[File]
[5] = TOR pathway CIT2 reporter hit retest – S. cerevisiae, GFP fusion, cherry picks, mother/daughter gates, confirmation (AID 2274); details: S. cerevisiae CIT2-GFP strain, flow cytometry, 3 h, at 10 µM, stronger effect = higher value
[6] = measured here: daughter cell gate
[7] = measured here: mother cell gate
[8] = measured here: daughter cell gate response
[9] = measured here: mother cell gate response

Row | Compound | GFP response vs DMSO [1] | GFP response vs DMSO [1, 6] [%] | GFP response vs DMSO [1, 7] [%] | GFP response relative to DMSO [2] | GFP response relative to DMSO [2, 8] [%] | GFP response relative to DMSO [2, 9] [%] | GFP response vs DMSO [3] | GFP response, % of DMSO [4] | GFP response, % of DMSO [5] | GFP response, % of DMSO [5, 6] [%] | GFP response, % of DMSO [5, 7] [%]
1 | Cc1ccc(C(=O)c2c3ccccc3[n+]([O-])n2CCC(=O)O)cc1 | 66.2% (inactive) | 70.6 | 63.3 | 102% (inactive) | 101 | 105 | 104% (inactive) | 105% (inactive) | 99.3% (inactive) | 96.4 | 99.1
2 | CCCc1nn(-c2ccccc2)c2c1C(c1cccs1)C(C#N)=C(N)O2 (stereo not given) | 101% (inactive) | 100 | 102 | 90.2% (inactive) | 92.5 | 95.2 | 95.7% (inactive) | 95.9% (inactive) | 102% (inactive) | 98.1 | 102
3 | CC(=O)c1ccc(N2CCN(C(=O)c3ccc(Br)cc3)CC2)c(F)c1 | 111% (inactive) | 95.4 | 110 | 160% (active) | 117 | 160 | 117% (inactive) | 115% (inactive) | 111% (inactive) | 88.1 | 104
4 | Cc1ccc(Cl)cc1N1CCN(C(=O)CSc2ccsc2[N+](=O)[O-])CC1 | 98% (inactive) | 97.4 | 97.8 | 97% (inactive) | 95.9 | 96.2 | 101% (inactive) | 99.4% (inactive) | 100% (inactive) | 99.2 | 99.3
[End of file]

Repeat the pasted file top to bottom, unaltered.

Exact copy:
[5] = TOR pathway CIT2 reporter hit retest – S. cerevisiae, GFP fusion, cherry picks, mother/daughter gates, confirmation (AID 2274); details: S. cerevisiae CIT2-GFP strain, flow cytometry, 3 h, at 10 µM, stronger effect = higher value
[6] = measured here: daughter cell gate
[7] = measured here: mother cell gate
[8] = measured here: daughter cell gate response
[9] = measured here: mother cell gate response

Row | Compound | GFP response vs DMSO [1] | GFP response vs DMSO [1, 6] [%] | GFP response vs DMSO [1, 7] [%] | GFP response relative to DMSO [2] | GFP response relative to DMSO [2, 8] [%] | GFP response relative to DMSO [2, 9] [%] | GFP response vs DMSO [3] | GFP response, % of DMSO [4] | GFP response, % of DMSO [5] | GFP response, % of DMSO [5, 6] [%] | GFP response, % of DMSO [5, 7] [%]
1 | Cc1ccc(C(=O)c2c3ccccc3[n+]([O-])n2CCC(=O)O)cc1 | 66.2% (inactive) | 70.6 | 63.3 | 102% (inactive) | 101 | 105 | 104% (inactive) | 105% (inactive) | 99.3% (inactive) | 96.4 | 99.1
2 | CCCc1nn(-c2ccccc2)c2c1C(c1cccs1)C(C#N)=C(N)O2 (stereo not given) | 101% (inactive) | 100 | 102 | 90.2% (inactive) | 92.5 | 95.2 | 95.7% (inactive) | 95.9% (inactive) | 102% (inactive) | 98.1 | 102
3 | CC(=O)c1ccc(N2CCN(C(=O)c3ccc(Br)cc3)CC2)c(F)c1 | 111% (inactive) | 95.4 | 110 | 160% (active) | 117 | 160 | 117% (inactive) | 115% (inactive) | 111% (inactive) | 88.1 | 104
4 | Cc1ccc(Cl)cc1N1CCN(C(=O)CSc2ccsc2[N+](=O)[O-])CC1 | 98% (inactive) | 97.4 | 97.8 | 97% (inactive) | 95.9 | 96.2 | 101% (inactive) | 99.4% (inactive) | 100% (inactive) | 99.2 | 99.3